Without proper planning, guardianship is a very easy trap to fall into. Wills, and trusts in wills, will not avoid them. Fortunately, it can easily be avoided with the right estate planning devices.  Living trusts are wise choices because they give you more flexibility and precision over your assets. They can also help protect your heirs from lawsuits and other financial predators. Living trusts are also much more acceptable to banks, brokerages, and other custodians of your money; powers of attorney can be rejected by asset custodians, who in the worst cases must be sued to recognize them, which can take a long time, during which you may become very uncomfortable. Living trusts not only allow much more effective estate planning, but can save their cost many, many times over by avoiding needless probate fees and loss of control.

Another common mistake we often see is putting bank and brokerage accounts in joint names with your children. This is not the best way to leave money to them when you die. And of course, you have no control. Even if they don’t clean out your bank account while you’re alive, if they get sued, a stranger may. And of course, there is nothing to prevent them from squandering the money after you are gone, or losing it to divorce.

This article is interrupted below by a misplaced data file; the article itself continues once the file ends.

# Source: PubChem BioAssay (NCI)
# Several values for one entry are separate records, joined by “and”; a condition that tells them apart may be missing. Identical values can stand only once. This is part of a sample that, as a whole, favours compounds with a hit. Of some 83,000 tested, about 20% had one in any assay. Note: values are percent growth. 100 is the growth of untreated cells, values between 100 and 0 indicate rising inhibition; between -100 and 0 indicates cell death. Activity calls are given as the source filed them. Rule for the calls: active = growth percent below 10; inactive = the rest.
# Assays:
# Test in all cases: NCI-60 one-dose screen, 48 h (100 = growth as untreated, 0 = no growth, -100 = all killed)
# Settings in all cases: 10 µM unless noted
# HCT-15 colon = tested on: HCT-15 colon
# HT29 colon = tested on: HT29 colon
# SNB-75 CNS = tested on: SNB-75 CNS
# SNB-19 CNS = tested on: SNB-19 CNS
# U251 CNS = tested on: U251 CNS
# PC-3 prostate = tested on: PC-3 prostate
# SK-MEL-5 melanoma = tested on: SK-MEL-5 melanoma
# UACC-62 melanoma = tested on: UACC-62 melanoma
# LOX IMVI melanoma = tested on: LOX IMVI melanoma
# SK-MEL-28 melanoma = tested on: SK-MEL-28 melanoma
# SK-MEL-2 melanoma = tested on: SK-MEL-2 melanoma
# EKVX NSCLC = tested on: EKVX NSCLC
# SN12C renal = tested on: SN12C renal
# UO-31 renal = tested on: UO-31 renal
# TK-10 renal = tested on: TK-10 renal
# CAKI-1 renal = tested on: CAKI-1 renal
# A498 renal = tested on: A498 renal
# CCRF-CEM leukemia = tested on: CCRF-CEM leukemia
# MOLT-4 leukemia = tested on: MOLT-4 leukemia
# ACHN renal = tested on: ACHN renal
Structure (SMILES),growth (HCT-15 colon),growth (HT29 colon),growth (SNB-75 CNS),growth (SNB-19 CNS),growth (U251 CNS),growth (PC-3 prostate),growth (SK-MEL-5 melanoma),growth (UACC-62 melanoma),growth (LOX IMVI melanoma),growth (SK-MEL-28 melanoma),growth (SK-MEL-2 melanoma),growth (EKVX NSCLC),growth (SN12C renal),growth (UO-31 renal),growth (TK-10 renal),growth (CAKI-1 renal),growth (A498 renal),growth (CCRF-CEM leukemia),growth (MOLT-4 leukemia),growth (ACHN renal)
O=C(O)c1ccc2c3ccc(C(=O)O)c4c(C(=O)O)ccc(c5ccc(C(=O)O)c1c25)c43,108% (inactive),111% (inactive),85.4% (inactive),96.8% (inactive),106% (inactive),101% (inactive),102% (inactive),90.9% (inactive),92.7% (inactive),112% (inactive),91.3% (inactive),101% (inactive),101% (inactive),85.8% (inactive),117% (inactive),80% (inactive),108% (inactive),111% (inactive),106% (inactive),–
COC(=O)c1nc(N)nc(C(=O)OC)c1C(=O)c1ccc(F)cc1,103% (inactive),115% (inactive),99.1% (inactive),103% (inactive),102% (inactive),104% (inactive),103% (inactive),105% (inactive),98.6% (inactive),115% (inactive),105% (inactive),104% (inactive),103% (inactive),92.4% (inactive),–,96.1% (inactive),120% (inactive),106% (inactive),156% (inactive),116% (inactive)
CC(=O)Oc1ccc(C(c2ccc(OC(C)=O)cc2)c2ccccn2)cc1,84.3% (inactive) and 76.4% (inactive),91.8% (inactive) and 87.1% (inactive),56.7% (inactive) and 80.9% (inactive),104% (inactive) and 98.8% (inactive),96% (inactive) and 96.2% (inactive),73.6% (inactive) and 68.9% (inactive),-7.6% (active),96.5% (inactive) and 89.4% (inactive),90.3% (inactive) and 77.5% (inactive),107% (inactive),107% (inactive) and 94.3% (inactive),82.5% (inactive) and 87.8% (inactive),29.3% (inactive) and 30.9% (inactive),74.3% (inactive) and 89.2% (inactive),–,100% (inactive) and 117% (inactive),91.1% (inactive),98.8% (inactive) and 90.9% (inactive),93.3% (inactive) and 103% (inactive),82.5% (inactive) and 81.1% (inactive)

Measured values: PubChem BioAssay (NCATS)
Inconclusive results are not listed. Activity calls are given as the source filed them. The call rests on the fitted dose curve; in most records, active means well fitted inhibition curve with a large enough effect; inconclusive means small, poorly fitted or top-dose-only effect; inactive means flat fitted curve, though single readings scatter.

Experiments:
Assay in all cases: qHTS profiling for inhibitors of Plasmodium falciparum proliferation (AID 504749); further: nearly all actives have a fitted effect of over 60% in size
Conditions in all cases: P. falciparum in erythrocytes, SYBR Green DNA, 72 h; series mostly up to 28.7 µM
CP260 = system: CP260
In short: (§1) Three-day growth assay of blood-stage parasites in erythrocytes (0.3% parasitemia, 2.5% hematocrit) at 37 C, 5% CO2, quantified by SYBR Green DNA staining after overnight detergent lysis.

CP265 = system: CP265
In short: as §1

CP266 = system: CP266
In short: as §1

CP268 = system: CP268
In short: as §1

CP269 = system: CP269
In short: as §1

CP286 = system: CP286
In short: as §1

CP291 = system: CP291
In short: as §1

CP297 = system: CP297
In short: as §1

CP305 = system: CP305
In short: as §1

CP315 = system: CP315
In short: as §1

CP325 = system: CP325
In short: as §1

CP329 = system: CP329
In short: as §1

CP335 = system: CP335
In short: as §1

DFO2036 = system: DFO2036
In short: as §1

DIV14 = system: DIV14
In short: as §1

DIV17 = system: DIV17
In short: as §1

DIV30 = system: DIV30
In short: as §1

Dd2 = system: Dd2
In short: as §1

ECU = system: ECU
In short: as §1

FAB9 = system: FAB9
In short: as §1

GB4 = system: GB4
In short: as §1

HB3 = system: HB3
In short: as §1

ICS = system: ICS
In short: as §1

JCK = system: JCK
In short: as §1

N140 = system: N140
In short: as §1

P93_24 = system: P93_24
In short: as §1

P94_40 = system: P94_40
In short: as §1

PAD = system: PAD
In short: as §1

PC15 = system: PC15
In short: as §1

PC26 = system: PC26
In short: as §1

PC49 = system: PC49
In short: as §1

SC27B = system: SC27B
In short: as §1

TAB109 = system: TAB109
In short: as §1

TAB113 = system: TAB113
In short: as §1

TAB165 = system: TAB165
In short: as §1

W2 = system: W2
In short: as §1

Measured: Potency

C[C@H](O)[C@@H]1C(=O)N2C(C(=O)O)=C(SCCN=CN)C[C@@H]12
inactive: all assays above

The right kind of trust solves all of these problems.

While we are on trusts, they also make great IRA beneficiaries. In fact, another big mistake we regularly see is not using a living trust as a beneficiary where you have a decent amount in plans like IRAs or 401ks.   These accounts can’t be titled in joint names without triggering a massive tax blunder. The trust – with the right provisions – lets you control and protect the money without causing a tax disaster. This can protect the funds from being lost to bad decisions and poor advice. Big hint! The new SECURE Act has thrown a monkey wrench into most trust planning for IRA-type funds. Such trusts MUST be tweaked in light of the new law in order to avoid a new, unintended tax disaster. Used to be RMDs (required minimum distributions) were the best way to minimize income tax on IRA proceeds in trust, and most trusts were mapped out this way. Now, RMDs can be the tax disaster with the new law, so make sure you get a competent update and trust revision to save tax!

There are many other dangers that can lead to disappointment or disaster, but the cure is simple – get a proper estate plan. In many cases, the cost of the work will be returned dozens – if not hundreds – of times in saved probate costs and taxes, not to mention the value of avoiding the many dangers and risks we’ve been discussing here, and the many others we left out.

And if you are concerned about asset protection from financial predators – and you should be! – estate planning is a very effect time to address this as well. Estate planning and asset protection planning are best addressed together. The issues are similar, and the legal and planning team can work more efficiently with all aspects on the table at the same time. Often, this is not only cheaper, but yields better results.

There is no better time than NOW to review and update your estate plan. The odds are overwhelming that what you have is out of date, and leaves too much risk and uncertainty on the table. If your goal is to protect yourself and your spouse, make sure you have plenty of retirement income, and make sure the money stays in the family after you are gone, make the time to do an estate review now!